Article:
Business

Beitbridge reaches financial closure

Business Reporter
The US$300 million re-development of Beitbridge border post reached financial closure recently, with work having already started.

The Zimbabwean side of the Beitbridge border post is being upgraded under a 17-and-a-half-year concession granted by the Zimbabwe to Zimborders.

Zimborders Consortium is made up of a group of Zimbabweans, South Africans, international entrepreneurs and financial institutions and experts.

The project, to be implemented under a Public Private Partnership with the Government, will be privately funded with a -17-and-half-years’ operating concession period following the completion of the construction works expected within two years.

RMB Capital, which acted as financial advisor to Zimborders, said the financial closure had been reached while media consultant for Zimborders, confirmed to The Herald Finance & Business that the commencement of works but could not provide more details.

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“In many ways, this transaction blazed a trail for future deals in the sector,” said RMB in a sponsored article published in South African media.

“We were tasked with finding interested equity investors and lenders within a challenging jurisdiction and at a time of uncertainty in the global economic landscape.

“The structuring was complex, and we faced intricate challenges that had to be responded to with agility and innovation. Typically, lenders in the African project finance sector have muted appetite for market risk, a challenge that was worsened by a pandemic and the consequent economic crisis.

“In spite of these factors, considered risk analysis and bespoke structuring helped to facilitate this project achieving financial close.”

The SA based financial advisory firm said the economic impact of the transaction was significant on traders as well as the communities surrounding the border.

“The Beitbridge border post is the busiest border post in Southern Africa, connecting SA to Zimbabwe and providing a key access point for trade with countries further to the north.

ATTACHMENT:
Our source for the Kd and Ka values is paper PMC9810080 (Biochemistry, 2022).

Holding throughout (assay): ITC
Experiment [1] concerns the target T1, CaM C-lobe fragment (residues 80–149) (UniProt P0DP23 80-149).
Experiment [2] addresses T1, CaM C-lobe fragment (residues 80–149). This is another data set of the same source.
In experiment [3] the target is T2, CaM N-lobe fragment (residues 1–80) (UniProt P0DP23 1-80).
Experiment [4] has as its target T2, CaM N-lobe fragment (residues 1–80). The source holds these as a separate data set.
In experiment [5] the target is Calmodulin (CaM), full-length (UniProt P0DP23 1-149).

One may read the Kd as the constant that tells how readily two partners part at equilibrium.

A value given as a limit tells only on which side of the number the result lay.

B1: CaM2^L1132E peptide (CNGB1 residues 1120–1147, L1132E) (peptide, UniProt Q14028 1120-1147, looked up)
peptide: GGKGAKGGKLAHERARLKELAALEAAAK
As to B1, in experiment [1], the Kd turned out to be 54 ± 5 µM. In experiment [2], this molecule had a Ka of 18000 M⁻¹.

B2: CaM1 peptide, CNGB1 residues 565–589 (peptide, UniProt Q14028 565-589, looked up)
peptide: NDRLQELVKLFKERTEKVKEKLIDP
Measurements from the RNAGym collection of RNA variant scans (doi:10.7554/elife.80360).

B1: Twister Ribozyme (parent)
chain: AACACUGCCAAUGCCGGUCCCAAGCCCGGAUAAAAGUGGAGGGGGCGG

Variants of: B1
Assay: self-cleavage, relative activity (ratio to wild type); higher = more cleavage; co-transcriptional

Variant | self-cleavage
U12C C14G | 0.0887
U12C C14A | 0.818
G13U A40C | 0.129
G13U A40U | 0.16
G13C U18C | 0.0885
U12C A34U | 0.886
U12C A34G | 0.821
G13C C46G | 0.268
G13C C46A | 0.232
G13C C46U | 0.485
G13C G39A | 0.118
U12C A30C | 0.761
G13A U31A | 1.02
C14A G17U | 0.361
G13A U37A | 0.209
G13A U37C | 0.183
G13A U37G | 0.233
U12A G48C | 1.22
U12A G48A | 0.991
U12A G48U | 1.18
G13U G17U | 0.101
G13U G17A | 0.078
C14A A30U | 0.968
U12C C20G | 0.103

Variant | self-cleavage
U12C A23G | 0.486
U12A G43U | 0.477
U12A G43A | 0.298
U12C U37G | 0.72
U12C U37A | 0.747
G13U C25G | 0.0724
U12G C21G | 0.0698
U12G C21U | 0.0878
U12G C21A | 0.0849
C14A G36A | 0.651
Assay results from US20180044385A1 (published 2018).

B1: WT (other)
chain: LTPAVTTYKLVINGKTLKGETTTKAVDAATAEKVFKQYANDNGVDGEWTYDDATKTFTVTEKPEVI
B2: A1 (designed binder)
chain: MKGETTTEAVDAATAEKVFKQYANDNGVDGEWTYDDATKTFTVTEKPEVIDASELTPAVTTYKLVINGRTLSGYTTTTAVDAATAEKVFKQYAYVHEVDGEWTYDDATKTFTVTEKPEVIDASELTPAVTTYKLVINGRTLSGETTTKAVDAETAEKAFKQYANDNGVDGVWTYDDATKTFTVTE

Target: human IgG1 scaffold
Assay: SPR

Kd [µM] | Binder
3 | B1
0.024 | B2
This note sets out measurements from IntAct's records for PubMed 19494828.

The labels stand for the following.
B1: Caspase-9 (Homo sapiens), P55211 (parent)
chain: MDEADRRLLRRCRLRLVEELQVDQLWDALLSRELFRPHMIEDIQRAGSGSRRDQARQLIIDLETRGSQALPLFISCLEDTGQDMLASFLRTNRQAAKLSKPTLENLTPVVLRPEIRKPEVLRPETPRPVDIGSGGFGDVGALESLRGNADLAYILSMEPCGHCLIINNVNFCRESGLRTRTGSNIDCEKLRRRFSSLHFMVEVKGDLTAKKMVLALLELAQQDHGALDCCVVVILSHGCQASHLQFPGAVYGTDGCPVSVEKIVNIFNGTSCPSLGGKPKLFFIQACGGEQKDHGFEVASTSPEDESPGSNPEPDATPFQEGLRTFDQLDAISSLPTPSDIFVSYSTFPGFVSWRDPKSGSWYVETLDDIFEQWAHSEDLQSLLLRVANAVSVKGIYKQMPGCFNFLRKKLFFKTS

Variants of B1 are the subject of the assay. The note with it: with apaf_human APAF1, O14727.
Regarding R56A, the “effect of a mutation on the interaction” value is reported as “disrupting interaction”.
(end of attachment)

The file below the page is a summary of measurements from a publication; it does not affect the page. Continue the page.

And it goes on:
“This border has been characterised by long waiting periods for trucks, sometimes days, before they got through the border, often travelling hundreds of kilometres to a different border to avoid the long queues. As a result, the border post lost traffic over time.”

The redevelopment of the border post will make it more efficient, leading to increased regional trade, benefiting the Zimbabwe economy and fiscus, and SA’s economy indirectly.

Through the concession, the development has a focused socioeconomic impact: In addition to upgrading the ageing infrastructure at the border post itself, the concession also requires the delivery of social infrastructure to the adjacent town of Beitbridge, including a water treatment plant, housing and a fire station.

Beitbridge is one of the busiest border posts in Africa, which not only connects Zimbabwe and South Africa, but also serves as the transit point for the majority of north-south trade in Southern Africa.

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Research has shown that Southern Africa has witnessed an increase in the volume of commercial and private cross-border traffic.

This has put pressure on inland ports of entry as well as sea ports with the Beitbridge border post handling the largest volume of traffic in Southern Africa.

However, there had been no significant infrastructure development in the past decade. Incidences of smuggling and other illegal activities have increased. The existing infrastructure fails to contain the volume of traffic, enabling travellers to evade duty payment.

HERALD